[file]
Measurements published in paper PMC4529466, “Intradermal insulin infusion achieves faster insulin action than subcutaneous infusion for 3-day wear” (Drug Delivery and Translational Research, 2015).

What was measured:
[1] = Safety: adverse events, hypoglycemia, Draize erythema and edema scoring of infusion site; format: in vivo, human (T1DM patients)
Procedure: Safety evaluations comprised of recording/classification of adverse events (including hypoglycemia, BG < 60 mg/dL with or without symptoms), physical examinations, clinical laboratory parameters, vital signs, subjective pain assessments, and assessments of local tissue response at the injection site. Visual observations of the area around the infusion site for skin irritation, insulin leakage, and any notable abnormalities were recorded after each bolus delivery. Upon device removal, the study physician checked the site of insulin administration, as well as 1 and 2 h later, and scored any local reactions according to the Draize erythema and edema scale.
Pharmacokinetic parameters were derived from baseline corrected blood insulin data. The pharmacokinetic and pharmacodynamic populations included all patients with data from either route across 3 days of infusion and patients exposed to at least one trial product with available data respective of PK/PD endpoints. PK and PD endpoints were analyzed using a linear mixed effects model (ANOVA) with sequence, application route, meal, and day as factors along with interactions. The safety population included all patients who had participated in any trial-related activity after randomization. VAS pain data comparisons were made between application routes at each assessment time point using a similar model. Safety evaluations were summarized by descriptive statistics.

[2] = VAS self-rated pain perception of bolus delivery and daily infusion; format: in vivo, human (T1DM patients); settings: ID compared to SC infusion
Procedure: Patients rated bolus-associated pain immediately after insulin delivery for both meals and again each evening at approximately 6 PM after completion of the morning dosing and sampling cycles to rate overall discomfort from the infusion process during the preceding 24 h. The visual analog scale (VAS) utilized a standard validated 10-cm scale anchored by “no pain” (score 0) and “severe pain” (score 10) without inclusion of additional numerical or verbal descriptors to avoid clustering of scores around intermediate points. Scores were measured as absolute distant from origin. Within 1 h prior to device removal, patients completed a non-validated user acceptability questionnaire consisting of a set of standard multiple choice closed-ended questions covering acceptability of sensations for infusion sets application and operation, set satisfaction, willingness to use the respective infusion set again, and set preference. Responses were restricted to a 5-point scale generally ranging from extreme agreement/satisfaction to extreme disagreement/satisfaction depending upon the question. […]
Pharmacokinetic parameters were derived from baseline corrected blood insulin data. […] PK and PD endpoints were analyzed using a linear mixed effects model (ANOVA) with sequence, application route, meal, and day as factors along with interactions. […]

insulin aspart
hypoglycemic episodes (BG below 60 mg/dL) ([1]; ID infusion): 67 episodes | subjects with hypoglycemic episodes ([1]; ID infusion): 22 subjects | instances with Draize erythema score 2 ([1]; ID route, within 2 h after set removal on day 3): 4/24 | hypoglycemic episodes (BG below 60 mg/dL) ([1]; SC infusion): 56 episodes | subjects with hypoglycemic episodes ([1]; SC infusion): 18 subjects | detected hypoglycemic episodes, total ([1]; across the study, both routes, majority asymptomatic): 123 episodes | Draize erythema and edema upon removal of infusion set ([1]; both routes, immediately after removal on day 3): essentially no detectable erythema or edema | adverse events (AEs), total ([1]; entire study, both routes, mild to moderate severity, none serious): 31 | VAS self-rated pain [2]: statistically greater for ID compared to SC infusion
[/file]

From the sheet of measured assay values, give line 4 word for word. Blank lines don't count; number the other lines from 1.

Procedure: Safety evaluations comprised of recording/classification of adverse events (including hypoglycemia, BG < 60 mg/dL with or without symptoms), physical examinations, clinical laboratory parameters, vital signs, subjective pain assessments, and assessments of local tissue response at the injection site. Visual observations of the area around the infusion site for skin irritation, insulin leakage, and any notable abnormalities were recorded after each bolus delivery. Upon device removal, the study physician checked the site of insulin administration, as well as 1 and 2 h later, and scored any local reactions according to the Draize erythema and edema scale.